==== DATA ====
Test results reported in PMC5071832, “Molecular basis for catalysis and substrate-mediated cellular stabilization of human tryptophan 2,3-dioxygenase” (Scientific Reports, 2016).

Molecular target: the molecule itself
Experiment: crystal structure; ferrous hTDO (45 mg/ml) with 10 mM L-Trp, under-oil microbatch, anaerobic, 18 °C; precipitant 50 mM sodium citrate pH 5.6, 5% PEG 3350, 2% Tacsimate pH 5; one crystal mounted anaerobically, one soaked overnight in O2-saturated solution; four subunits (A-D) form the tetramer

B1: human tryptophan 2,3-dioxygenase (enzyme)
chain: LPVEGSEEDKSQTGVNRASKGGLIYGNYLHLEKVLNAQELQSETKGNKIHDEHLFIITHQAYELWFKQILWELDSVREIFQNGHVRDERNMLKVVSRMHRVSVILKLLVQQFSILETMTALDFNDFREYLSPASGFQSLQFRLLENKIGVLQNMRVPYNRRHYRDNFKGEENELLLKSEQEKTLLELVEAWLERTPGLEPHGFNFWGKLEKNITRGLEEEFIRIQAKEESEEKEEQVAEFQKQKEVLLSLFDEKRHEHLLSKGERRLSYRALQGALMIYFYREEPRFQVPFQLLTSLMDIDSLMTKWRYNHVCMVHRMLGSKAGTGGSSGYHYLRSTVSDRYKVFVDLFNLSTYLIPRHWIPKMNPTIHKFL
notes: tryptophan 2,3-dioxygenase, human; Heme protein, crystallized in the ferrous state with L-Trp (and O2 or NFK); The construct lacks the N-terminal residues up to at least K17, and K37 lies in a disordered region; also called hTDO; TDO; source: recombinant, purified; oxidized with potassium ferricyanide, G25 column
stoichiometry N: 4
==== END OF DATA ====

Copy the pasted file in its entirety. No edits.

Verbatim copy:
Test results reported in PMC5071832, “Molecular basis for catalysis and substrate-mediated cellular stabilization of human tryptophan 2,3-dioxygenase” (Scientific Reports, 2016).

Molecular target: the molecule itself
Experiment: crystal structure; ferrous hTDO (45 mg/ml) with 10 mM L-Trp, under-oil microbatch, anaerobic, 18 °C; precipitant 50 mM sodium citrate pH 5.6, 5% PEG 3350, 2% Tacsimate pH 5; one crystal mounted anaerobically, one soaked overnight in O2-saturated solution; four subunits (A-D) form the tetramer

B1: human tryptophan 2,3-dioxygenase (enzyme)
chain: LPVEGSEEDKSQTGVNRASKGGLIYGNYLHLEKVLNAQELQSETKGNKIHDEHLFIITHQAYELWFKQILWELDSVREIFQNGHVRDERNMLKVVSRMHRVSVILKLLVQQFSILETMTALDFNDFREYLSPASGFQSLQFRLLENKIGVLQNMRVPYNRRHYRDNFKGEENELLLKSEQEKTLLELVEAWLERTPGLEPHGFNFWGKLEKNITRGLEEEFIRIQAKEESEEKEEQVAEFQKQKEVLLSLFDEKRHEHLLSKGERRLSYRALQGALMIYFYREEPRFQVPFQLLTSLMDIDSLMTKWRYNHVCMVHRMLGSKAGTGGSSGYHYLRSTVSDRYKVFVDLFNLSTYLIPRHWIPKMNPTIHKFL
notes: tryptophan 2,3-dioxygenase, human; Heme protein, crystallized in the ferrous state with L-Trp (and O2 or NFK); The construct lacks the N-terminal residues up to at least K17, and K37 lies in a disordered region; also called hTDO; TDO; source: recombinant, purified; oxidized with potassium ferricyanide, G25 column
stoichiometry N: 4